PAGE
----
ISMRM 23rd Annual Meeting & Exhibition • 30 May - 05 June 2015 • Toronto, Ontario, Canada

Scientific Session • Breast Cancer: Clinical & Technical

Thursday 4 June 2015

Room 716 A/B

13:30 - 15:30


Linda Moy, M.D., Roberta M. Strigel, M.D., M.Sc.

13:30   Introduction
Savannah Partridge
13:42 0883.   
Stimulated Echo Diffusion Tensor Imaging with Varying Diffusion Times as a Probe of Breast Tissue
Jose R. Teruel1,2, Gene Y. Cho3,4, Jason Ostenson4, Melanie Moccaldi5, Joon Lee5, Pål E. Goa2,6, Tone F. Bathen1, Sungheon G. Kim3,4, Linda Moy4,5, and Eric E. Sigmund3,4
1Circulation and Medical Imaging, Norwegian University of Science and Technology, Trondheim, Norway, 2St.Olavs Hospital, Trondheim, Norway, 3Center for Advanced Imaging Innovation and Research (CAI2R), New York University School of Medicine, New York, NY, United States, 4Bernard and Irene Schwartz Center for Biomedical Imaging, Department of Radiology, New York University School of Medicine, New York, NY, United States, 5Cancer Institute, New York University Langone Medical Center, New York, NY, United States, 6Department of Physics, Norwegian University of Science and Technology, Trondheim, Norway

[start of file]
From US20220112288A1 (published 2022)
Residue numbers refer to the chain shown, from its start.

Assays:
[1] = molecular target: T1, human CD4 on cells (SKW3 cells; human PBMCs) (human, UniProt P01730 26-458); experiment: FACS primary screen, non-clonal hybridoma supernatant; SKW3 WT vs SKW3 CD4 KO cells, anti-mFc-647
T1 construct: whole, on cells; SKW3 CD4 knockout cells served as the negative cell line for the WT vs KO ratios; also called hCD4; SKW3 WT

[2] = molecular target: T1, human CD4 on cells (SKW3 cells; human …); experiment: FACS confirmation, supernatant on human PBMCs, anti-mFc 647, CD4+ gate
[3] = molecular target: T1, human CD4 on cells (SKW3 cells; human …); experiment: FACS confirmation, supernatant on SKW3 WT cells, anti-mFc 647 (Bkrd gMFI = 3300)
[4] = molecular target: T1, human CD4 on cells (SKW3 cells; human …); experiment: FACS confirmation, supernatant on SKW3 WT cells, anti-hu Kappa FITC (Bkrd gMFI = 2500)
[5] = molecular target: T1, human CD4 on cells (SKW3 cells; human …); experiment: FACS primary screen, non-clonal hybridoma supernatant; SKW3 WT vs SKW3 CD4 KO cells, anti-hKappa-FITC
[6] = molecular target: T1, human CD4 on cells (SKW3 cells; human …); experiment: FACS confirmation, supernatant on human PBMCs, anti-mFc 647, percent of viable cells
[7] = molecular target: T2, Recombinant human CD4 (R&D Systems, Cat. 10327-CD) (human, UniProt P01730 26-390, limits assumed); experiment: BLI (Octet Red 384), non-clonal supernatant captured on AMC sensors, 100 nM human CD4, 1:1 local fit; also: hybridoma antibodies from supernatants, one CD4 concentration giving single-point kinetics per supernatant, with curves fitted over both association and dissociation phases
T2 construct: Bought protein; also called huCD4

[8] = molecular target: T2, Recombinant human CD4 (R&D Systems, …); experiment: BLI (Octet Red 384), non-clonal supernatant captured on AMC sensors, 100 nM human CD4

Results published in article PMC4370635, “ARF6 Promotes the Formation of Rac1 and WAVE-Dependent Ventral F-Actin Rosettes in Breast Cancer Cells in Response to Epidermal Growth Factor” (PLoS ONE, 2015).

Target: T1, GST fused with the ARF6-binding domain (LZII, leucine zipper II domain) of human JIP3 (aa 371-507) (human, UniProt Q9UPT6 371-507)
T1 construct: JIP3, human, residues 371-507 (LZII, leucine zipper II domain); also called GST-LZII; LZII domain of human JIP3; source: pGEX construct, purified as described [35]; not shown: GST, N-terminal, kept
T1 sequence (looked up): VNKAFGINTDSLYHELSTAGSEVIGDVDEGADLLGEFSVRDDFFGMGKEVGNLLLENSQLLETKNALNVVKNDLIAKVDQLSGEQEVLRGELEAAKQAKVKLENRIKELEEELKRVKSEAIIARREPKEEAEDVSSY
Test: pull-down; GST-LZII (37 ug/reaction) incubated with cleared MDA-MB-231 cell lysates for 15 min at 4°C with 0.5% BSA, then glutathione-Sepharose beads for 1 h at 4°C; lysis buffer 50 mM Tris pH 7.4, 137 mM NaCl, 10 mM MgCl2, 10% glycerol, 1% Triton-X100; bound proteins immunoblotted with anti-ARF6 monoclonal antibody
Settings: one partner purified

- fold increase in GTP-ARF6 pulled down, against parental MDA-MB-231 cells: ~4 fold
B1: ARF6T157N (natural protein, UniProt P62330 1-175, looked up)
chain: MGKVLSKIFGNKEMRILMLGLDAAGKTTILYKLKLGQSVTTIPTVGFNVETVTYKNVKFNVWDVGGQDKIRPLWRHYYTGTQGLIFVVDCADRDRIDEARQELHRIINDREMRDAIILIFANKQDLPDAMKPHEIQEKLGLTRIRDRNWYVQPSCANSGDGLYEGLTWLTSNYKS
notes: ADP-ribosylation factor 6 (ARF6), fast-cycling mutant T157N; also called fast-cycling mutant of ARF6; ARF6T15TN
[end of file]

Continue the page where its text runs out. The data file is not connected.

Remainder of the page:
The purpose of this study is to characterize the length scales of breast tissue using a stimulated echo acquisition mode (STEAM) diffusion tensor imaging (DTI) sequence with variable diffusion times. The evolution of the radial diffusivity with diffusion time was used to calculate the surface-to-volume ratio applying the Mitra early time limit model. This analysis may provide an in vivo non-invasive tool to probe diffusion lengths in healthy and pathological breast tissue.